I've owned a pair of Mini hatches since BMW re-launched the brand to great acclaim in 2002. In the intervening years, it has been noted by the automobile intelligentsia that for Mini to prosper, it had to become a full range of vehicles, and not just a niche. Whether the boys from Bavaria had this in mind from the get-go or they didn't, the prophecy is being fulfilled.
First came the convertible Mini, which was cute, then the Clubman, a stab at inventiveness, and the upcoming Countryman four-door, arriving in February, which has been described by Britain's CAR magazine columnist Gavin Green as a Mini "suffering from elephantiasis." But perhaps the most ambitious Mini of all is the Mini-E, the electric Mini.

The Mini E uses a regular Mini Cooper body, but the addition of a battery pack and electric drive system inflates the curb weight to some 3,230 pounds, 684 pounds more than the standard Mini. The battery pack is rated at 35 kWh (compared to 24 kWh for the forthcoming Nissan Leaf). BMW claims the Mini E can do 0-62 mph in 8.5 seconds, with a 95 mph top speed.

It's a tour-de-force of technology, perhaps the most innovative Mini since the original Sir Alec Issigonis-designed car. With its hundred-mile driving range, the Mini E could be the perfect choice for the Santa Monica Boulevard at rush hour or the Garden State Parkway on a hot day when billions of folks are heading to the Jersey Shore. Or the Nurburgring.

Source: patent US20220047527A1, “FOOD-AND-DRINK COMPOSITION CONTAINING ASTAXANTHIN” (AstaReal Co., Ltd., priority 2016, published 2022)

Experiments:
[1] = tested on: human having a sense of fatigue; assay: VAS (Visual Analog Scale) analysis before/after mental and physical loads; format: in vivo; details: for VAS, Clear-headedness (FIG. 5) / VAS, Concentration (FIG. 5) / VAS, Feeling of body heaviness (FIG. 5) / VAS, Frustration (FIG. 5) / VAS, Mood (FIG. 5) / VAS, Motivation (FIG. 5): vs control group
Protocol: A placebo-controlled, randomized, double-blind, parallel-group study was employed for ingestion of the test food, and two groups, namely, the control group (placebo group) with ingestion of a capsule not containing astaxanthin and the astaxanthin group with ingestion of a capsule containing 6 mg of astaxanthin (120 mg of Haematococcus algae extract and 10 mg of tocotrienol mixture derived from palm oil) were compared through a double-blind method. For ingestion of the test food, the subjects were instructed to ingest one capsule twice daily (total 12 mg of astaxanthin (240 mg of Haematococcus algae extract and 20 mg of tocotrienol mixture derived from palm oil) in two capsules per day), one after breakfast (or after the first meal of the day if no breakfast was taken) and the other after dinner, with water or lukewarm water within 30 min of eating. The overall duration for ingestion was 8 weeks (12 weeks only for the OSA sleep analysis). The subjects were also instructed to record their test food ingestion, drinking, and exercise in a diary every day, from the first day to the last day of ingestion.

What's that, the original "Green Hell" racecourse, you say? Why not? How would an electric Mini fare on the 12.9-mile Nordschleife? After all, it has become de rigueur for cars with sporting pretentions to tackle the North loop of the Ring, even if their times don't quite match up to the elites. The fastest production cars, those in the sub-7:30-lap-time club, include the Dodge Viper ACR, the Ferrari Enzo, the Chevrolet Corvette ZR1, the Nissan GT-R, and the Porsche Carrera GT.

As it turns out, when BMW let the Mini E loose on the 'Ring back in April, it was a bit off that pace, turning a best lap at 9:51. Driven by German Touring Car driver Thomas Jaeger, it managed a top speed a hair under 116 miles per hour. While this Mini E racecar was modified and lightened with racing seats, beefed-up suspension and a roll cage, it did derive its power from the stock 150-kilowatt (201-horsepower) electric motor and lithium-ion battery pack.

The Mini E is not (yet) a series production vehicle, meaning you can't go out and buy one, but it is much more than a halo project for BMW. There are 450 on lease as part of a large-scale test in the U.S. right now, and BMW plans to deploy more to China and France. The company also says it will have BMW-branded electric vehicles on European roads sometime next year.